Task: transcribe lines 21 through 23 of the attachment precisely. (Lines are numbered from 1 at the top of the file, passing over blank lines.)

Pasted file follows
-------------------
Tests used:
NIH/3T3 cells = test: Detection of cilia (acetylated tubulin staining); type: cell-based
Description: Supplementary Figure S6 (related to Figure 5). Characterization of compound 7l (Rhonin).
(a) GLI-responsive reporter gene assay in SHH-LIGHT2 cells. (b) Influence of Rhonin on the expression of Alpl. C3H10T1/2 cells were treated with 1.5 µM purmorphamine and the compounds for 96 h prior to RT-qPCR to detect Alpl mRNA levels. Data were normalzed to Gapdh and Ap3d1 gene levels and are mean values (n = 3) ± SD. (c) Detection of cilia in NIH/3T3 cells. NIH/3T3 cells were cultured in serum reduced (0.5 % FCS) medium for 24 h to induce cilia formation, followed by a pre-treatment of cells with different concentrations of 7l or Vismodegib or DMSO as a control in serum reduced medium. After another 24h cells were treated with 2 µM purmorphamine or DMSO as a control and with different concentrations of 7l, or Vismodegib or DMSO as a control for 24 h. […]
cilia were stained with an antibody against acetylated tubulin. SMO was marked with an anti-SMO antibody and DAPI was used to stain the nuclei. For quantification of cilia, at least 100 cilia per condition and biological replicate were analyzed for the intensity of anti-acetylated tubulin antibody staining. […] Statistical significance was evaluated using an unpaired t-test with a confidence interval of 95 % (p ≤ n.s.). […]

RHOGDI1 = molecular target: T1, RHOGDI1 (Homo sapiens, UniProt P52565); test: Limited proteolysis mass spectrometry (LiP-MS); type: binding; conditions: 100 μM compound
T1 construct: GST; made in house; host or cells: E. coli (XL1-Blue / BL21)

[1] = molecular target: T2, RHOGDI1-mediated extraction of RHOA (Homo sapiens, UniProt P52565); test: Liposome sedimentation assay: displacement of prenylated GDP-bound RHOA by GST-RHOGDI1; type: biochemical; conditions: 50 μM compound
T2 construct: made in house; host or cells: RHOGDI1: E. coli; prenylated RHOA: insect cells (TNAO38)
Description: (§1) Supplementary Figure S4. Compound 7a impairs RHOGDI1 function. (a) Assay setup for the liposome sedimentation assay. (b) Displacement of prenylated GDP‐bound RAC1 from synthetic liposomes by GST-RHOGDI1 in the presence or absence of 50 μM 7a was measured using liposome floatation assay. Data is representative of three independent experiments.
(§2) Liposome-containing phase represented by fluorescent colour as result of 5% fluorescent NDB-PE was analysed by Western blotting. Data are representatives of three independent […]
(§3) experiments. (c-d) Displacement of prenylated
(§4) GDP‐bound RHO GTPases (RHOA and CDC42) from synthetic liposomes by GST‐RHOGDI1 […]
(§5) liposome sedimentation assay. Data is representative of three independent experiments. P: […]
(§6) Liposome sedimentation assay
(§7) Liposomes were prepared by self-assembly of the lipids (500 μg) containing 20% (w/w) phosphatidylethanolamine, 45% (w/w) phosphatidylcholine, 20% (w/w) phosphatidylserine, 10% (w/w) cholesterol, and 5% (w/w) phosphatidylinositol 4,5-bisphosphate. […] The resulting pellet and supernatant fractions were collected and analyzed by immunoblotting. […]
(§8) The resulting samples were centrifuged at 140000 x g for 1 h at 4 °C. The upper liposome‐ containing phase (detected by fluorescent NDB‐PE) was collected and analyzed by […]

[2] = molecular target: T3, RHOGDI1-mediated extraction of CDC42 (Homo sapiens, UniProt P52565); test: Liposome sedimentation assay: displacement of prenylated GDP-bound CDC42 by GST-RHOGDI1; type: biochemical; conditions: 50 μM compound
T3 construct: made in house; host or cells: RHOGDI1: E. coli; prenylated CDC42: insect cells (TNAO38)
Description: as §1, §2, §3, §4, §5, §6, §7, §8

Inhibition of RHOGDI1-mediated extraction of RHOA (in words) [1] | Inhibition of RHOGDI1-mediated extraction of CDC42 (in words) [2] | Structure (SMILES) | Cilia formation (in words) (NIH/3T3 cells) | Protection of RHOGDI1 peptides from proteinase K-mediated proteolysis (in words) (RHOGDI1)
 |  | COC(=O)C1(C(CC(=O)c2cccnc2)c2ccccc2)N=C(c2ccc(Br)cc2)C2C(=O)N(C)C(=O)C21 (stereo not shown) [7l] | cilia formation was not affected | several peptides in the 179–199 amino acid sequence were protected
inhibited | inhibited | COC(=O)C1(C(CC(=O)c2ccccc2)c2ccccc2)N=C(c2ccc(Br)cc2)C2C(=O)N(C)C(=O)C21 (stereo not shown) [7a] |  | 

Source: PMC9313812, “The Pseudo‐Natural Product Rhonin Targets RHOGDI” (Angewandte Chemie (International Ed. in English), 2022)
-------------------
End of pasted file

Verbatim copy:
Inhibition of RHOGDI1-mediated extraction of RHOA (in words) [1] | Inhibition of RHOGDI1-mediated extraction of CDC42 (in words) [2] | Structure (SMILES) | Cilia formation (in words) (NIH/3T3 cells) | Protection of RHOGDI1 peptides from proteinase K-mediated proteolysis (in words) (RHOGDI1)
 |  | COC(=O)C1(C(CC(=O)c2cccnc2)c2ccccc2)N=C(c2ccc(Br)cc2)C2C(=O)N(C)C(=O)C21 (stereo not shown) [7l] | cilia formation was not affected | several peptides in the 179–199 amino acid sequence were protected
inhibited | inhibited | COC(=O)C1(C(CC(=O)c2ccccc2)c2ccccc2)N=C(c2ccc(Br)cc2)C2C(=O)N(C)C(=O)C21 (stereo not shown) [7a] |  | 